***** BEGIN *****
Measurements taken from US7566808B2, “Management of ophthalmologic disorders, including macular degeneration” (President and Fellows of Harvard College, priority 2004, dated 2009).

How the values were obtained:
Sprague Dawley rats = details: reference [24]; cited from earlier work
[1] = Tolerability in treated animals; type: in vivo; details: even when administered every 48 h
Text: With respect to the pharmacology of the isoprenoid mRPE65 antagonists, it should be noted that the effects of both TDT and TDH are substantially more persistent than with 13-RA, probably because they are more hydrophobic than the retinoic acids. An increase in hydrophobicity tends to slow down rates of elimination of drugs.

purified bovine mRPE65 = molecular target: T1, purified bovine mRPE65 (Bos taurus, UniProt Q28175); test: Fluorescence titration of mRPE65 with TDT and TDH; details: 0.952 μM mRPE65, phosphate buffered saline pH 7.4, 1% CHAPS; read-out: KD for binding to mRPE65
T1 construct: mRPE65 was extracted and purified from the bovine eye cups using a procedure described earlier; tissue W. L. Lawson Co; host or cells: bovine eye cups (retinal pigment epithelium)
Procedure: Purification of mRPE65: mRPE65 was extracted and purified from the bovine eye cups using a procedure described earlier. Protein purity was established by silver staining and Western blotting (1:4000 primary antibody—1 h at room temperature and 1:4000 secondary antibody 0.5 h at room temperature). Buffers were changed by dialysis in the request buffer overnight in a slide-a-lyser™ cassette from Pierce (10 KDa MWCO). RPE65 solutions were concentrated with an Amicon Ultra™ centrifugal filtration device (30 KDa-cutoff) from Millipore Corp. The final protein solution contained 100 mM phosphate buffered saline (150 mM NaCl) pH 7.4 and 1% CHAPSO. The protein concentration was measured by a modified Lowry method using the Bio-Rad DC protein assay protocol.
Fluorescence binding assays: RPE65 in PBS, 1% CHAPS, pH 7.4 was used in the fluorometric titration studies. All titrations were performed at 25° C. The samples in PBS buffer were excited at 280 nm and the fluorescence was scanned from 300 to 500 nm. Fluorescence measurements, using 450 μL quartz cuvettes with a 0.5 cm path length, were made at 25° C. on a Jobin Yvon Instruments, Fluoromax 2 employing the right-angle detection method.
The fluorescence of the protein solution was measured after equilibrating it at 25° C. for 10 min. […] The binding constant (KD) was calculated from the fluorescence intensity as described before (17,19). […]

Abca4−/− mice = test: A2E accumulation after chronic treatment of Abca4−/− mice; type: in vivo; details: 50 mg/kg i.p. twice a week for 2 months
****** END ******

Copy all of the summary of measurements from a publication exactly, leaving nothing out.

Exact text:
Measurements taken from US7566808B2, “Management of ophthalmologic disorders, including macular degeneration” (President and Fellows of Harvard College, priority 2004, dated 2009).

How the values were obtained:
Sprague Dawley rats = details: reference [24]; cited from earlier work
[1] = Tolerability in treated animals; type: in vivo; details: even when administered every 48 h
Text: With respect to the pharmacology of the isoprenoid mRPE65 antagonists, it should be noted that the effects of both TDT and TDH are substantially more persistent than with 13-RA, probably because they are more hydrophobic than the retinoic acids. An increase in hydrophobicity tends to slow down rates of elimination of drugs.

purified bovine mRPE65 = molecular target: T1, purified bovine mRPE65 (Bos taurus, UniProt Q28175); test: Fluorescence titration of mRPE65 with TDT and TDH; details: 0.952 μM mRPE65, phosphate buffered saline pH 7.4, 1% CHAPS; read-out: KD for binding to mRPE65
T1 construct: mRPE65 was extracted and purified from the bovine eye cups using a procedure described earlier; tissue W. L. Lawson Co; host or cells: bovine eye cups (retinal pigment epithelium)
Procedure: Purification of mRPE65: mRPE65 was extracted and purified from the bovine eye cups using a procedure described earlier. Protein purity was established by silver staining and Western blotting (1:4000 primary antibody—1 h at room temperature and 1:4000 secondary antibody 0.5 h at room temperature). Buffers were changed by dialysis in the request buffer overnight in a slide-a-lyser™ cassette from Pierce (10 KDa MWCO). RPE65 solutions were concentrated with an Amicon Ultra™ centrifugal filtration device (30 KDa-cutoff) from Millipore Corp. The final protein solution contained 100 mM phosphate buffered saline (150 mM NaCl) pH 7.4 and 1% CHAPSO. The protein concentration was measured by a modified Lowry method using the Bio-Rad DC protein assay protocol.
Fluorescence binding assays: RPE65 in PBS, 1% CHAPS, pH 7.4 was used in the fluorometric titration studies. All titrations were performed at 25° C. The samples in PBS buffer were excited at 280 nm and the fluorescence was scanned from 300 to 500 nm. Fluorescence measurements, using 450 μL quartz cuvettes with a 0.5 cm path length, were made at 25° C. on a Jobin Yvon Instruments, Fluoromax 2 employing the right-angle detection method.
The fluorescence of the protein solution was measured after equilibrating it at 25° C. for 10 min. […] The binding constant (KD) was calculated from the fluorescence intensity as described before (17,19). […]

Abca4−/− mice = test: A2E accumulation after chronic treatment of Abca4−/− mice; type: in vivo; details: 50 mg/kg i.p. twice a week for 2 months